Friday, December 07, 2007

Bada-Bing Barda Doom
Would you believe that this is Toula Portokalos' Mom?Ever hear of the Women in Refrigerators theory about comic books? It's a theory that women more often that not suffer the worse fates in comic books than the male counterparts. Superheroines routinely lose their powers, get raped, or are cut up and stuck in the refrigerator. This also happens to supporting characters, be it friends, girlfriends, or relatives. Comics writer Gail Simone writes about the trend and gives in examples on the Women in Refrigerators website.

A big example of this just took place in the mini-series Death of the New Gods, wherein a mysterious assassin killed Big Barda. Big Barda often takes on Superman - and beats the snot out of him for awhile before he gets the upper hand. She is nigh indestructible, projects cosmic energy, can see into the sub-atomic level, and can manipulate energy and matter in any way she sees fit. Oh, and she can teleport at will and instantaneously heal other living beings.

Essentially she's a female Silver Surfer, with a pinker complexion (and a nifty Kirby headdress).

And she died, in between panels, in a kitchen, while unpacking groceries.


I know Barda wasn't a first tier DC character, but given her character background, that death is simply impossible. Batman could certainly die a death like that. He's got no real superpowers, just a keen mind and an amazingly conditioned body. A villain could conceivably skewer him in the middle of the night while he was making an omelet.

I don't expect to see that plot development. Ever.

Hence, my full-fledged acceptance of the Women in Refrigerators theory.

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  deposited by Jeff at 1:09 AM | Permalink
6 comments |  Add Your Cents
6 Cents Added:

Have you been reading Gail Simone's work in Wonder Woman and The all new Atom? I've been enjoying The all new Atom in particular. It's a nice relief from the gloom and doom of Countdown and Sinestro Corps.

DC has been busy with the killing in recent Countdown issues. IIRC most of the New Gods have had very quick, or off panel deaths.

By Anonymous Matt M., at 9:24 PM  

I have to say I've been playing armchair quarterback with comic books for a while now. It got too darn expensive, and now I find I can keep up with the story just by perusing the web for a few minutes every now and then.

Gail Simone will be coming to our college for a conference next year - we have one of the few English department in the country that really does serious academic study of comic books. Life is good.

By Blogger Jeff, at 9:57 PM  

WiR is not about more women getting killed than men, it's about the way women are killed as motivation for men.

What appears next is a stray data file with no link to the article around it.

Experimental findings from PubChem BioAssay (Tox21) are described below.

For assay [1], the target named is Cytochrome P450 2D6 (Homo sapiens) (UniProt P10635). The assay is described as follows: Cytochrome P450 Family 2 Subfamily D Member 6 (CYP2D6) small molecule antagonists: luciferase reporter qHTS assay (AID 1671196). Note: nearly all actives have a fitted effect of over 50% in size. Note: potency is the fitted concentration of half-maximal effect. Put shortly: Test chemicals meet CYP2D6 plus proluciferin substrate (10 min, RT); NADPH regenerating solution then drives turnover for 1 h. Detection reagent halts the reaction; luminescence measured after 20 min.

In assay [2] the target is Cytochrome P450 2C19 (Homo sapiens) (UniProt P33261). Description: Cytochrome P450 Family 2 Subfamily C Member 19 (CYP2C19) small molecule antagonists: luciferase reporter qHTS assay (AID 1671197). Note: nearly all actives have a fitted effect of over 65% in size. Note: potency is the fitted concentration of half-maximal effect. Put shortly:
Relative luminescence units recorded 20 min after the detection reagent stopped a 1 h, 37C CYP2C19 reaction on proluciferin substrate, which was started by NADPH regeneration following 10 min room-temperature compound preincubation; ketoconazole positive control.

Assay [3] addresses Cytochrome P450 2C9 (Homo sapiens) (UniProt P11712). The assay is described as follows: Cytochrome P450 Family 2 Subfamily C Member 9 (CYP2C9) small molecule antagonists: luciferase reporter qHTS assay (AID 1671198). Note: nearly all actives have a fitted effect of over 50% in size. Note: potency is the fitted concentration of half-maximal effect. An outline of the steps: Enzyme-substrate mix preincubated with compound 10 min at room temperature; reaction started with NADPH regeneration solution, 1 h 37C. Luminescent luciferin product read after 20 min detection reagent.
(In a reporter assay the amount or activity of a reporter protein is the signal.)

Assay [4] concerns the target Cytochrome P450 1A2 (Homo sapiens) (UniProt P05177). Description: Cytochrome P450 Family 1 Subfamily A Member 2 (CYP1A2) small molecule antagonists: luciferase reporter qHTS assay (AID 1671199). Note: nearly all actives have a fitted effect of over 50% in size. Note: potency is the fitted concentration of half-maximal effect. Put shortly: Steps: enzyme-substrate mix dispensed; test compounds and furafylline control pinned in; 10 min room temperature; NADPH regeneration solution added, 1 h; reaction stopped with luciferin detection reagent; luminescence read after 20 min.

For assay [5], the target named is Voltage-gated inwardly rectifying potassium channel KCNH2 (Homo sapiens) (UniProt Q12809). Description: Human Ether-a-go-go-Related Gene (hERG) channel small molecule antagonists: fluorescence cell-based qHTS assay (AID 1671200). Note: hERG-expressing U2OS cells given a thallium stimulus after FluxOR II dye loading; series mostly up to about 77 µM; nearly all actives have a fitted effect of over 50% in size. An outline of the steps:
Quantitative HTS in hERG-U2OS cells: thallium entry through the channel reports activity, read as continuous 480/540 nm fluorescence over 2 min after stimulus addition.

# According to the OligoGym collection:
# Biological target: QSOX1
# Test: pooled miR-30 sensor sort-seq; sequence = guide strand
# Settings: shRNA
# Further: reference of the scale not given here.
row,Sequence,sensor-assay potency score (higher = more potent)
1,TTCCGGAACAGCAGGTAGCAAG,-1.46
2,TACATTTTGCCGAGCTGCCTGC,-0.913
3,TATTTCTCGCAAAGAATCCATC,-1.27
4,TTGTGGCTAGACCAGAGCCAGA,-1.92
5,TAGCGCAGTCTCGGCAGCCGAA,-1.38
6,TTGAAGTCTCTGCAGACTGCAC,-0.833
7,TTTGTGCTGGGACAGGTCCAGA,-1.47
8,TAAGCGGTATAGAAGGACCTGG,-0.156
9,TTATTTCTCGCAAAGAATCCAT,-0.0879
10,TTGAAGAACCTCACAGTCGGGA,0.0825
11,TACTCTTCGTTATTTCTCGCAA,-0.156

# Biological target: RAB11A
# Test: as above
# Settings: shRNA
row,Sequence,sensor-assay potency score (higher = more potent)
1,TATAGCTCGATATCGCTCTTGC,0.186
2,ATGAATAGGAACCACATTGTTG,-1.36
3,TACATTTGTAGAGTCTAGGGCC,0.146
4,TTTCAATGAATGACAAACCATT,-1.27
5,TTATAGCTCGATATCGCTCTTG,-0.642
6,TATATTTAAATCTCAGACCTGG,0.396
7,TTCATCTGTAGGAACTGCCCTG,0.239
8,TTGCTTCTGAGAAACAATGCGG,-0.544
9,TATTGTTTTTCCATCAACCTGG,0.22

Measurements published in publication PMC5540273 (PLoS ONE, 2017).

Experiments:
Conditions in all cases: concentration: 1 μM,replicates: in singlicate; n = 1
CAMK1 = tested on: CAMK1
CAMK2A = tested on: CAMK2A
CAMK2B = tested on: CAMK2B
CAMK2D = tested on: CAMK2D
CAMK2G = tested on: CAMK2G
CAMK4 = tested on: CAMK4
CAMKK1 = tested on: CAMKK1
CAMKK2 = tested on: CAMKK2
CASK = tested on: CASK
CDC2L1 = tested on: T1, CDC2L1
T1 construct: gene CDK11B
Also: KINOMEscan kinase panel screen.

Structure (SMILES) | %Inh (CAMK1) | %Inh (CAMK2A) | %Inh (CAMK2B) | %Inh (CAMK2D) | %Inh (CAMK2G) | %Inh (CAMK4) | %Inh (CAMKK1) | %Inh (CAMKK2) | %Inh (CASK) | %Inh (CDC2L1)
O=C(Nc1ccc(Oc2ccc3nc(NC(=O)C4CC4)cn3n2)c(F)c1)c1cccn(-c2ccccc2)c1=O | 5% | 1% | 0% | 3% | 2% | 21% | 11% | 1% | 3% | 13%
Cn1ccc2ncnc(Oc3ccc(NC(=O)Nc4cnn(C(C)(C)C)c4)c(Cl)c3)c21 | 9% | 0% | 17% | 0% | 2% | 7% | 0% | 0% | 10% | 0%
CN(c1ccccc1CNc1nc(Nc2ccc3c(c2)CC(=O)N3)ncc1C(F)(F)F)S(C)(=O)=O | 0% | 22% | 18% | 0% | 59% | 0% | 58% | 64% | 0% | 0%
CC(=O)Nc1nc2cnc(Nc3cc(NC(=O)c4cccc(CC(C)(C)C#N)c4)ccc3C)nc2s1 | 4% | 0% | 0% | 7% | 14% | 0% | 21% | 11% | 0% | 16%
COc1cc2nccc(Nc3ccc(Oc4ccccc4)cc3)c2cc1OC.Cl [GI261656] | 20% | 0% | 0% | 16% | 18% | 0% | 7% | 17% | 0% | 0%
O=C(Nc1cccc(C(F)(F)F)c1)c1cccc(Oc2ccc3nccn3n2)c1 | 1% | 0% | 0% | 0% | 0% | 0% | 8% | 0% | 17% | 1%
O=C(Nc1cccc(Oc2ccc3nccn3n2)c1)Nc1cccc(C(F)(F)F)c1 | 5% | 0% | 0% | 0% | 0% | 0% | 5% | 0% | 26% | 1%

And yes, Barda was killed in a pathetic way, but I'd say the Black Racer got it worse. The narration was all about how miserable and lonely a life he had and now he's dead, in direct contradiction of the way Kirby presented him.

In fact, since every single one of the New Gods is scheduled to get it in the neck by the end of the series, and most of them so far have been done off panel, or by shots from the sky, to single out one example and try to make any kind of case for prejudice puts you on shaky ground.

By Anonymous Marionette, at 6:26 AM  

Have you actually read Death of the New Gods?
Every single New God is going out this way not just Barda. The Black Racer was killed while in a hospital bed, he's crippled. The Forever People were found as corpses and every single New God was killed off panel or with no or very little resistance. There are WiR moments but this was not one of them.

By Blogger kwaku, at 7:54 AM  

Still, this essay makes a pretty good case for why Big Barda's death is the most ludicrous of the New Gods deaths.

I seriously think it's inappropriate for Kirby's grandiose mythology to be done in during a dishwater dull murder mystery. Rather paltry and more than a little insulting.

By Blogger Joel Bryan, at 5:41 PM  

Sorry. I still have to say it does fit the WiR mold... perhaps not directly as a theme in the comic in which it occurred, but as an example of the trend in general as seen in all comics taken as a whole. Just because all of the New Gods are written out this way does not mean it negates the fact that Barda's death fits the definition put forth for WiR.

Why is it that no writer or editor seems to look carefully at a character's history and make decisions based on those traits versus what the writer thinks is important for their current story?

By Blogger Jeff, at 12:24 AM  

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